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Digital infrastructure boost will lead to urban brain drain, claims report

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Country_MouseThe tap roots of the digital economy will not spread beneath the concrete of Tech City and other urban enclaves, but in the fertile soil of the UK countryside. That is the finding of a new briefing document from the Department for Environment, Food and Rural Affairs (Defra), which claims that rural areas are set to overtake towns and cities as the main driver of Britain’s digital economy. As a result of improvements in the country’s digital infrastructure and transport links as well as a changing relationship between firms, employees and contractors, there are now more people moving to the countryside from towns and cities than those moving in the opposite direction. The briefing suggests that by 2025, the rural economy will be worth an additional £35 billion and the productivity of rural areas could outstrip urban areas for the first time since the industrial revolution.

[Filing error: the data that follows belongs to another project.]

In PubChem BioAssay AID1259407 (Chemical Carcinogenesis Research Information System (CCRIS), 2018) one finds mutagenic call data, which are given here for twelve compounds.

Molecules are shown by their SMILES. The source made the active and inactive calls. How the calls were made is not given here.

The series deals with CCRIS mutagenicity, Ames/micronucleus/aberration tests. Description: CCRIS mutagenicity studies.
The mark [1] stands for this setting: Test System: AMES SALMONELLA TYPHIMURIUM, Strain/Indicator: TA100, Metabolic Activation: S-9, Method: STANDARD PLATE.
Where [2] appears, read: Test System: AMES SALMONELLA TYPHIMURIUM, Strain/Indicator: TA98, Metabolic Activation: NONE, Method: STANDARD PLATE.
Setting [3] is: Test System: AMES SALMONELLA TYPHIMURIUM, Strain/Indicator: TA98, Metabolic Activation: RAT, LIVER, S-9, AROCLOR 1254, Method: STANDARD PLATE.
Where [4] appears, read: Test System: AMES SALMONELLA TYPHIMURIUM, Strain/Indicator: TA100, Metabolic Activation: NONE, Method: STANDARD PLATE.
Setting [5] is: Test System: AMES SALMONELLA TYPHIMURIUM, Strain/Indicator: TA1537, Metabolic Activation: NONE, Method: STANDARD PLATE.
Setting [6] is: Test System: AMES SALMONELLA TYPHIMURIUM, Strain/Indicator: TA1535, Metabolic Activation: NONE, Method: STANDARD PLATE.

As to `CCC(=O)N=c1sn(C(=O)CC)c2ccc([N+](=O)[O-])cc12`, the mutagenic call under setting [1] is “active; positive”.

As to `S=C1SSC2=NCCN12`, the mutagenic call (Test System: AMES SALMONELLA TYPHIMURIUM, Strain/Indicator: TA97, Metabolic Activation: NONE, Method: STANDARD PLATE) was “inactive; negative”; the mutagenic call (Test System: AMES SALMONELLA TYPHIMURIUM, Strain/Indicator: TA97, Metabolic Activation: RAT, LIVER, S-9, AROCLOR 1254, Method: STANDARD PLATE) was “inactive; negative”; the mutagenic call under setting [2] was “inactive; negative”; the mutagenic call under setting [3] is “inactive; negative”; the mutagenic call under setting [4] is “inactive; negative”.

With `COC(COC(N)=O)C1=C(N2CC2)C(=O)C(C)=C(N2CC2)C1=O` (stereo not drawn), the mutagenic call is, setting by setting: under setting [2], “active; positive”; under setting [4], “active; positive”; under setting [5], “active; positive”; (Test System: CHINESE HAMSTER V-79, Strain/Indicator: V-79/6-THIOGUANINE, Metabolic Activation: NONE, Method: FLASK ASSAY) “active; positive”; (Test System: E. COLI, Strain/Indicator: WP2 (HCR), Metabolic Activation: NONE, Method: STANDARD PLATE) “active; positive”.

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One million young workers set to leave London before turning 33

One million young workers set to leave London before turning 33

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Young workers

The number of young workers leaving London is on the rise, with net migration away from the capital growing, claims new research from Totaljobs and Professor of Economics at Lancaster University, Geraint Johnes. The new research, taken from analysis of ONS data as well as the views of 2,000 Londoners, suggests that since 2014, more than one million professionals have left London, with just 900,000 coming in. This is a net loss of 88 workers every day, with the biggest shortfall down to workers aged 25-34, the majority (54 percent) of them having given up hope of ever owning property in the capital. There has been a 49 percent increase in outbound migration of those in their 30s over the last five years. More →